Attorney for Appellant
Attorneys for Appellee
Jeffrey A. Modisett
Attorney General of Indiana
Thomas D. Perkins
Deputy Attorney General
INDIANA SUPREME COURT
Appellant (Defendant below),
STATE OF INDIANA,
Appellee (Plaintiff below ).
) Supreme Court No.
APPEAL FROM THE MARION COUNTY SUPERIOR COURT
The Honorable Cale Bradford, Judge
Cause No. 49G03-9807-CF-123641
ON DIRECT APPEAL
June 28, 2001
Defendant Ronald Williams was convicted of murder for cracking a mans skull with
a metal pole. We find the force of the blow itself provided
sufficient evidence that the defendant knowingly killed the victim. We also agree
with the trial court that a witnesss prior drug use and past work
as a police informant were not relevant and that the prosecutors failure to
disclose certain police notes until trial did not require reversal in these cicumstances.
The facts most favorable to the verdict indicate that on May 29, 1998,
Matthew McGarvey went with a friend to buy crack cocaine on the near
eastside of Indianapolis. McGarvey got out of the vehicle and approached a
crowd of people. At the same time, Adair Smith was on the
same street buying drugs. She saw McGarvey beaten by Defendant Ronald Williams
and several other men. She saw Defendant pick up a black metal
pole and hit McGarvey once in the head, knocking him to the ground.
The impact was so severe that Smith heard a cracking sound
when he was hit. After McGarvey was knocked to the ground, the
group of men continued to beat and kick him. McGarvey was hospitalized
for eight days before he died. His skull was fractured and he
died as a result of the head injury.
Defendant was convicted of Murder.
Defendant also pled guilty to being a
Defendant contends that the States evidence was insufficient to support his convi
murder. See Appellants Br. at 10. He argues that [t]he State
did not prove beyond a reasonable doubt that Williams was aware of a
high probability that he would kill McGarvey by striking him one time in
the head with a metal pole. Id. at 13.
In reviewing a sufficiency of the evidence claim, the Court neither reweighs the
evidence nor assesses the credibility of the witnesses. See Garland v.
State, 719 N.E.2d 1236, 1238 (Ind. 1999). We look to the
evidence most favorable to the verdict and reasonable inferences drawn therefrom. See
Sanders v. State, 704 N.E.2d 119, 123 (Ind. 1999). We will affirm
the conviction if there is probative evidence from which a reasonable jury could
have found Defendant guilty beyond a reasonable doubt. See Brown v. State,
720 N.E.2d 1157, 1158 (Ind. 1999).
To convict a defendant of murder, the State must prove that the defendant
knowingly or intentionally killed the victim. Ind. Code § 35-42-1-1. To
knowingly kill requires, at a minimum, an awareness on the part of the
defendant of a high probability that death will r
esult from his actions.
See Storey v. State, 552 N.E.2d 477, 483 (Ind. 1990). In deciding
whether a defendant was aware of the high probability that his actions would
result in the death of a victim, the jury may consider the duration
and brutality of a defendants actions, and the relative strengths and sizes of
a defendant and victim. See Childers v. State, 719 N.E.2d 1227, 1229
(Ind. 1999); Nunn v. State, 601 N.E.2d 334, 339 (Ind. 1992).
We find that the evidence was sufficient to find Defendant guilty of murder.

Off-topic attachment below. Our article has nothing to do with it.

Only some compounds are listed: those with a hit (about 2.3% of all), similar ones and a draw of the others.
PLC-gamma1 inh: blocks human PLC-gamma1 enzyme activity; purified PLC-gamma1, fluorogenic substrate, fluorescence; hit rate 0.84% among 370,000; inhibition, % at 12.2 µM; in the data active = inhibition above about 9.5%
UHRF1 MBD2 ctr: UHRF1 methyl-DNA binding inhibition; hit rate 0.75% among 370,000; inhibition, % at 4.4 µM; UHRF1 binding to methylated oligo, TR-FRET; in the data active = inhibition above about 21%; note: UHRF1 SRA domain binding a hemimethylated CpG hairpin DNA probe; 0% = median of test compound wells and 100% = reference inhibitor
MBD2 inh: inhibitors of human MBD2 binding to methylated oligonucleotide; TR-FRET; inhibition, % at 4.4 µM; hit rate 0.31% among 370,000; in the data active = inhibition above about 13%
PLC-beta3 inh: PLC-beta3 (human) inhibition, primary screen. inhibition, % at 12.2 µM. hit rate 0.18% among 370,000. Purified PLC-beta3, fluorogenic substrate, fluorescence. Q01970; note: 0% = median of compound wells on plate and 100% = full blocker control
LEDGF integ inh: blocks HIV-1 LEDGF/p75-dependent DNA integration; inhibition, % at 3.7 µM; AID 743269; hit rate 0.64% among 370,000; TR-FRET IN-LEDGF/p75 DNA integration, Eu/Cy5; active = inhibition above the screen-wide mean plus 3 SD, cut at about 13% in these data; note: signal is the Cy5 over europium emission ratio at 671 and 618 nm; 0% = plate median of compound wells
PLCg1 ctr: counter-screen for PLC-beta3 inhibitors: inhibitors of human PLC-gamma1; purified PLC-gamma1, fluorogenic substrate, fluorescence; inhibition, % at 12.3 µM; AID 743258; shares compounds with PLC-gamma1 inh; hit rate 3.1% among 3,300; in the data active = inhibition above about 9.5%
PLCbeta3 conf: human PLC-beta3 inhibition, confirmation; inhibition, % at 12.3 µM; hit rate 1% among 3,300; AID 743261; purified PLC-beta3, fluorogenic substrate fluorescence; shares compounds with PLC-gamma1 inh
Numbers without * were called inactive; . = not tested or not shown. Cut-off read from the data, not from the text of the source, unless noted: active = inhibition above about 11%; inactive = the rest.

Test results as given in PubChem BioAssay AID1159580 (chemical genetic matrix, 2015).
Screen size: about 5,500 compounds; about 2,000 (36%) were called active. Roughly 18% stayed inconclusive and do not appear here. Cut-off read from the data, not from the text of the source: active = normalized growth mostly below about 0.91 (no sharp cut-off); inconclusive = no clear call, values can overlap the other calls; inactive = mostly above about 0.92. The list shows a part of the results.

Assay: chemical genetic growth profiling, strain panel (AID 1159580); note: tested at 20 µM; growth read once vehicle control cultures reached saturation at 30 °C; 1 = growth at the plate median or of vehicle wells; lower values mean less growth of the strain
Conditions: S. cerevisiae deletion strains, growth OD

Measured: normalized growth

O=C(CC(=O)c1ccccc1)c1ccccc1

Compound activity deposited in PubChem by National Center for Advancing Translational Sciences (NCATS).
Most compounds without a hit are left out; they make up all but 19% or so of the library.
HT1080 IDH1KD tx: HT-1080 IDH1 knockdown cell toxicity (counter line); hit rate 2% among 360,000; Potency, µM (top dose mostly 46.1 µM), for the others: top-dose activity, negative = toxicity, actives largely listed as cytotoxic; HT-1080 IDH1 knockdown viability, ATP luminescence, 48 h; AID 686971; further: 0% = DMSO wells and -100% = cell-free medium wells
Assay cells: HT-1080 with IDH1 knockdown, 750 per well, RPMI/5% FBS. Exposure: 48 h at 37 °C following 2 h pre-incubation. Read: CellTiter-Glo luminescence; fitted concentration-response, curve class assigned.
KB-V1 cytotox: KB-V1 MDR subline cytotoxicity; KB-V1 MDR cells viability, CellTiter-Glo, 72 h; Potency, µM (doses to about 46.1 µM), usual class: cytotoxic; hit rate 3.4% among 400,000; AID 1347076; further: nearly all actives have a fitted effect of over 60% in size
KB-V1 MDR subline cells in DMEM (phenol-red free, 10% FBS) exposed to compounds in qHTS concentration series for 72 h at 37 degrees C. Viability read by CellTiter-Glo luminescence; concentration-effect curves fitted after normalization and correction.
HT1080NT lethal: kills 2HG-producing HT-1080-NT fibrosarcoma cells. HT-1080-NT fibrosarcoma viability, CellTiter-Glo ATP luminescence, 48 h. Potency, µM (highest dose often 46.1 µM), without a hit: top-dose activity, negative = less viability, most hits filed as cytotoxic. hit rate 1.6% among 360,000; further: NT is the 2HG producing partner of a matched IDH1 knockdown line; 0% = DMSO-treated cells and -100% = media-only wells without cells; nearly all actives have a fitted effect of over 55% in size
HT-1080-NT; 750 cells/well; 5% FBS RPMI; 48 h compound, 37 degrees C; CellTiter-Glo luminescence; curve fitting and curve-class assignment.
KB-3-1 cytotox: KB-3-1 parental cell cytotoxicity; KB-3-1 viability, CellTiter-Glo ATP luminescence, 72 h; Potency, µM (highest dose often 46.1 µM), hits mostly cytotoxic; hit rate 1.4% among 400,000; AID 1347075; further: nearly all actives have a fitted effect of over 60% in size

ding to the evidence, Defendant struck McGarvey once with a metal pole.
The degree of force was equivalent to a fall from a height
greater than ten to twelve feet. The impact caused the victims brain
to swell and a portion of the brain shifted to the left side
of the head.
In his defense, Defendant cites
Nunn, where the Court held that there was
insufficient evidence to support a conviction for murder where the defendant struck the
victim once with his hands from behind and she died a short time
later. Id. at 338-39. Defendant claims that this case is similar
since the evidence here suggests that Defendant only struck the victim once.
Nunn, however, the Court also stated that an intent to kill may
be inferred from a single blow. Id. at 334. In Nunn
we stated, [the defendant] struck [the victim] once with his hands, and ...
the cause of death, a severed vertebral artery, is an unusual injury.
Id. Here, in contrast to Nunn, the State presented evidence of a
vicious blow to the head with a hard object. The injury was
not uncommon for that kind of impact. A jury could reasonably infer
from this evidence that Defendant knowingly killed the victim.
Defendant contends that the court abused its discretion in excluding evidence that [a
witness] previously worked for the State as a confidential informant while she was
using drugs. Appellants Br. at 15.
At trial, Adair Smith identified Defendant as one of McGarveys attackers. She
ified that she had gone to 21st and LaSalle Streets to buy
drugs on May 29, 1998, the night of the attack. There she
saw the men beating McGarvey and saw Defendant strike McGarvey with a metal
pole, causing McGarvey to fall to the ground. And she saw the
other men kick and punch McGarvey when he was down. Smith also
testified at trial that she smoked crack and marijuana on May 29 and
Smith did not go to the police initially. Her boyfriend had agreed
to go to speak with the police about a different homicide and she
accompanied him. She testified that she was worried that her boyfriend was
in trouble. She told Detective Prater that she knew about a beating
at 21st and LaSalle and she gave a statement and identified the attackers.
At a pretrial deposition, Smith testified that she had previously worked as a
ntial drug informant for the Lawrence Police in return for not filing prostitution
charges against her. She worked for them for about two and a
half years, starting in 1995. Smith testified that she smoked crack while
working as an informant and claimed that her police supervisor knew she was
using drugs. The trial court granted the States motion in limine to
exclude evidence of Smiths prior drug use. The court, however, allowed defense
counsel to ask about her drug use at the time of the crime.
Defendant argues that the court should have allowed evidence of Smiths past drug
use and her work as an informant, claiming it was relevant to evaluating
her credibility. Appellants Br. at 19. Smith did testify that she
was afraid that her boyfriend was in trouble, and that she had worked
as an informant in the past in order to avoid prostitution charges.